In Retirement, Olympic Gold-Medalist Michael Phelps Is a Mental Health Advocate

The American Dream lies to us in all kinds of ways.

Among the worst is that pursuing it will bring happiness, and if it doesn’t, there is something wrong with us, and to solve that, we have to try harder, be better, achieve more, remain almost delusionally optimistic.

Michael Phelps is a fascinating case study in optimism. He had the audacity to believe that he could become the best ever at his chosen profession, and then he validated that optimism by doing so. But optimism is not Phelps’ default position. He doesn’t subscribe to or promote a rosy belief that all is well and all will be well.

He has been transparent about his mental health struggles, including describing a crippling bout with depression in which he didn’t leave his room for four days. His willingness to be open about his struggles shows that an outwardly successful life—professional acclaim, wealth, status, beauty queen wife, three sons—does not automatically yield inner peace. Even those who catch their dreams don’t lose their demons.

All of that is true in normal times, but it’s especially hard to be optimistic when the world is falling down around you. Harder still when you’ve wrestled with depression for years. “The pandemic has been one of the scariest times I’ve been through,” he wrote in a first-person piece on ESPN.com last year. Later in the same story, he said, “This is the most overwhelmed I’ve ever felt in my life.”

Now more than ever, Phelps looks for ways to find, grab hold of and keep optimism. It’s a constant battle, one he fights daily, which means his optimism is hard-earned. It isn’t a blind hope that things will turn out all right or that bad things won’t happen. It’s the belief that we can grind and fight and endure through the bad times. It’s the belief that our struggles can be redeemed.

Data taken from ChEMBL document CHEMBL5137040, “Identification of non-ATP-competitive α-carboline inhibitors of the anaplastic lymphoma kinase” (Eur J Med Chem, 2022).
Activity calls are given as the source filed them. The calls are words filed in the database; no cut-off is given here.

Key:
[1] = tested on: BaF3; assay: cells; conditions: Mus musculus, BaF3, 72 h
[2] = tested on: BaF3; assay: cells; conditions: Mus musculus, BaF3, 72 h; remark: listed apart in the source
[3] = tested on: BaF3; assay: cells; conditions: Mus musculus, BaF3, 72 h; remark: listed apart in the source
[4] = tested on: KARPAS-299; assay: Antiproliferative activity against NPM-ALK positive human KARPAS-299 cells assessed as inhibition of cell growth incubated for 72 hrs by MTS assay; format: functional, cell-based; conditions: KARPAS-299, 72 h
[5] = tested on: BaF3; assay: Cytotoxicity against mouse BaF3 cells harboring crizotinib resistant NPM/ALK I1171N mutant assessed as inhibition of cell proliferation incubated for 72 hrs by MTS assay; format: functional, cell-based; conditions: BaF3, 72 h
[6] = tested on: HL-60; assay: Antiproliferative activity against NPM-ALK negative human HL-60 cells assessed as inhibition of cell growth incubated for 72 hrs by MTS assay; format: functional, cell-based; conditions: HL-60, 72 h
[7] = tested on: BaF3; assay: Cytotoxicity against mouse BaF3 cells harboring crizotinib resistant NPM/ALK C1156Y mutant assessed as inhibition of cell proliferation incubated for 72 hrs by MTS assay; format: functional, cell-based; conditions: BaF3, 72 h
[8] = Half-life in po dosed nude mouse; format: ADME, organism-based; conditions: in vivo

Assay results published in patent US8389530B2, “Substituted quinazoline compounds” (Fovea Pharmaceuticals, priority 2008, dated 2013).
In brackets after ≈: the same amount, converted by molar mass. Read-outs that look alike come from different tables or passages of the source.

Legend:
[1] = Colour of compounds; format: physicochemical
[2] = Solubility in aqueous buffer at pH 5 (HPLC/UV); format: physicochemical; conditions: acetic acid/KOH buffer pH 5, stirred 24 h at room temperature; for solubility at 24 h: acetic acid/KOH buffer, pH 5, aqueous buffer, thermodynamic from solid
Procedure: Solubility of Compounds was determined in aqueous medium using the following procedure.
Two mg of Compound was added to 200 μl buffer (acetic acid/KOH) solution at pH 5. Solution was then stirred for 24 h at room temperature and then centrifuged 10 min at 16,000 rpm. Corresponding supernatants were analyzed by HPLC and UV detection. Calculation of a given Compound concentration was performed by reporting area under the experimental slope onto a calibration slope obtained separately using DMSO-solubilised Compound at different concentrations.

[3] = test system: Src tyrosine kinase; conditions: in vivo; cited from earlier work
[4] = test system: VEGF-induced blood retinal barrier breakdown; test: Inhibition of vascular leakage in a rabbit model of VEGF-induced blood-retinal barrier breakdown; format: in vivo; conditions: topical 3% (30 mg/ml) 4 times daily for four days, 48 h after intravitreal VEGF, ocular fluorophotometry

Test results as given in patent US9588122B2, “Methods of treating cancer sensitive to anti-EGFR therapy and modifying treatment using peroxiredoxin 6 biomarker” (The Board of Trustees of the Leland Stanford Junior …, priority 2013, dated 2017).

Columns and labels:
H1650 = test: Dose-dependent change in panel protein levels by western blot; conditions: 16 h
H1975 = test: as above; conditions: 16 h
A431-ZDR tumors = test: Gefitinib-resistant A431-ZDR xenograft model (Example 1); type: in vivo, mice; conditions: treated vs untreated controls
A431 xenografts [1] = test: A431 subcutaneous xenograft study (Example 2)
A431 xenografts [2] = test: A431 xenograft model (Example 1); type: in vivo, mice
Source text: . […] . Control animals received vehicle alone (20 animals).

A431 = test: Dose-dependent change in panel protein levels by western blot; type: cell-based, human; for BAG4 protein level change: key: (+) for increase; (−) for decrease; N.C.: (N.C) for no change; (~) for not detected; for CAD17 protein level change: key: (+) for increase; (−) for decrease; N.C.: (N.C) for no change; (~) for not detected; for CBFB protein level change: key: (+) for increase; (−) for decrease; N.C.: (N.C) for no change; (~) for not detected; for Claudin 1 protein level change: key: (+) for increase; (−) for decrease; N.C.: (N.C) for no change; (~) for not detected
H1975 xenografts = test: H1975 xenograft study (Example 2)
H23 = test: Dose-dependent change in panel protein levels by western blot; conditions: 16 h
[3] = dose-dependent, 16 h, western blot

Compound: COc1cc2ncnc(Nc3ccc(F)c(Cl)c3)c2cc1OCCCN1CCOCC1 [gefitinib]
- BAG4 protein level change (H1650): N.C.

“We want to move forward,” Phelps, who retired from swimming after the 2016 Olympics, tells SUCCESS. “We don’t want to be stuck. We don’t want to be trapped. We want to have hope. We want to think there is another side, there is a brighter side. Being able to push through some of this stuff and giving us hope is very important.”

Phelps finds optimism to be, in part, a byproduct of good habits. When he follows those habits, he is more likely to see the glass as half full. When he doesn’t, he isn’t. The habits, he says, give him a chance. “That’s all I want. I want a chance to be able to get to the next day to take that baby step forward,” he says. “What do I have to do to get to that next day?”

Mental health is an extremely complicated issue, and optimism is not a simple cause and effect. Just because Phelps zealously follows all of his good habits does not mean he will only ever be optimistic.

“If you think about mental health–that’s something I was very afraid for going into this pandemic because there’s so much unknown,” Phelps says. “But we can control what helps us be us. If we can pay attention to making sure we can be the best ‘us’ we can be, then we’re going to keep going forward. If we keep doing that, it’s going to change.”

Phelps sees his positive habits as links in a chain. It takes patience to build a long one. “My grand scheme of things throughout my career, I wanted to do something that nobody had ever done before in the sport,” he said. “I couldn’t do that in a day; I had to do that over time. It was one day at a time, one practice at a time.”

Outside of the pool, he uses the same mindset: The more links he strings together, the longer and stronger his chain will be. “A chain is together for a reason. I’m a process guy. If you take one step forward, that’s another link going onto your chain.… That’s something I’ve done in the pool. I’m trying to make that transition onto dry land now. It’s been a struggle for the last few years. But it’s a learning process. I pick up small things here and there.”

Those small things include getting plenty of sleep, eating right, drinking enough water and taking time for himself. None of those happen by accident.

“Over the last few years, I feel like I’ve gone through ups and downs. I’ve had times where I have been negative, and [the word can’t] does come out. I’m trying to learn to get it out of my vocabulary still to this day on dry land. It’s been a struggle. But it is true. The less negativity we have in our lives every day, it sets us up to have a chance to succeed.” 

This article originally appeared in the September/October 2021 issue of SUCCESS magazine.
Photo by David Becker / Getty Images

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Matt Crossman is a writer based in St. Louis. He writes about sports, travel, adventure and professional development. Email him at [email protected]

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